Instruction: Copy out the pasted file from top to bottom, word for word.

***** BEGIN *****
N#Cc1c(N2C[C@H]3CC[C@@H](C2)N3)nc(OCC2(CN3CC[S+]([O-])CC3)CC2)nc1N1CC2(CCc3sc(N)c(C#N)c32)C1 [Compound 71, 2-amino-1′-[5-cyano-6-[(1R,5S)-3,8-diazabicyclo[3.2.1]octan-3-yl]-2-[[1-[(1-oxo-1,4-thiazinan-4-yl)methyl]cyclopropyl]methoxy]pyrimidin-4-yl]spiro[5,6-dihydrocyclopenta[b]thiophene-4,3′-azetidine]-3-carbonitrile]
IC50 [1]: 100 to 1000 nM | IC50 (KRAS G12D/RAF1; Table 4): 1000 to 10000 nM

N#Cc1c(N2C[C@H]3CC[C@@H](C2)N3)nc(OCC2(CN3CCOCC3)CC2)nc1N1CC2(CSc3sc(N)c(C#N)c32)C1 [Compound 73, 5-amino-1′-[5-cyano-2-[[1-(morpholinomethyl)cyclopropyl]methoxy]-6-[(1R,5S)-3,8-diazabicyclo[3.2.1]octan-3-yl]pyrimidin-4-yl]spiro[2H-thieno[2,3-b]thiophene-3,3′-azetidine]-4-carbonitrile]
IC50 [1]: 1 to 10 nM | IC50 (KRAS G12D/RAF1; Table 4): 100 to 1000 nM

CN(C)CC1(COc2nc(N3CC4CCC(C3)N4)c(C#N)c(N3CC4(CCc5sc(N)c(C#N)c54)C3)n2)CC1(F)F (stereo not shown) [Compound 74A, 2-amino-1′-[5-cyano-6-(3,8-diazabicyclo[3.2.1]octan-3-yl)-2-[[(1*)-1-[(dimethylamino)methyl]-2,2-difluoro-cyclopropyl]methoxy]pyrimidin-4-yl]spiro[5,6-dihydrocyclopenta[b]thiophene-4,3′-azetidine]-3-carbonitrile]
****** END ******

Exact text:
N#Cc1c(N2C[C@H]3CC[C@@H](C2)N3)nc(OCC2(CN3CC[S+]([O-])CC3)CC2)nc1N1CC2(CCc3sc(N)c(C#N)c32)C1 [Compound 71, 2-amino-1′-[5-cyano-6-[(1R,5S)-3,8-diazabicyclo[3.2.1]octan-3-yl]-2-[[1-[(1-oxo-1,4-thiazinan-4-yl)methyl]cyclopropyl]methoxy]pyrimidin-4-yl]spiro[5,6-dihydrocyclopenta[b]thiophene-4,3′-azetidine]-3-carbonitrile]
IC50 [1]: 100 to 1000 nM | IC50 (KRAS G12D/RAF1; Table 4): 1000 to 10000 nM

N#Cc1c(N2C[C@H]3CC[C@@H](C2)N3)nc(OCC2(CN3CCOCC3)CC2)nc1N1CC2(CSc3sc(N)c(C#N)c32)C1 [Compound 73, 5-amino-1′-[5-cyano-2-[[1-(morpholinomethyl)cyclopropyl]methoxy]-6-[(1R,5S)-3,8-diazabicyclo[3.2.1]octan-3-yl]pyrimidin-4-yl]spiro[2H-thieno[2,3-b]thiophene-3,3′-azetidine]-4-carbonitrile]
IC50 [1]: 1 to 10 nM | IC50 (KRAS G12D/RAF1; Table 4): 100 to 1000 nM

CN(C)CC1(COc2nc(N3CC4CCC(C3)N4)c(C#N)c(N3CC4(CCc5sc(N)c(C#N)c54)C3)n2)CC1(F)F (stereo not shown) [Compound 74A, 2-amino-1′-[5-cyano-6-(3,8-diazabicyclo[3.2.1]octan-3-yl)-2-[[(1*)-1-[(dimethylamino)methyl]-2,2-difluoro-cyclopropyl]methoxy]pyrimidin-4-yl]spiro[5,6-dihydrocyclopenta[b]thiophene-4,3′-azetidine]-3-carbonitrile]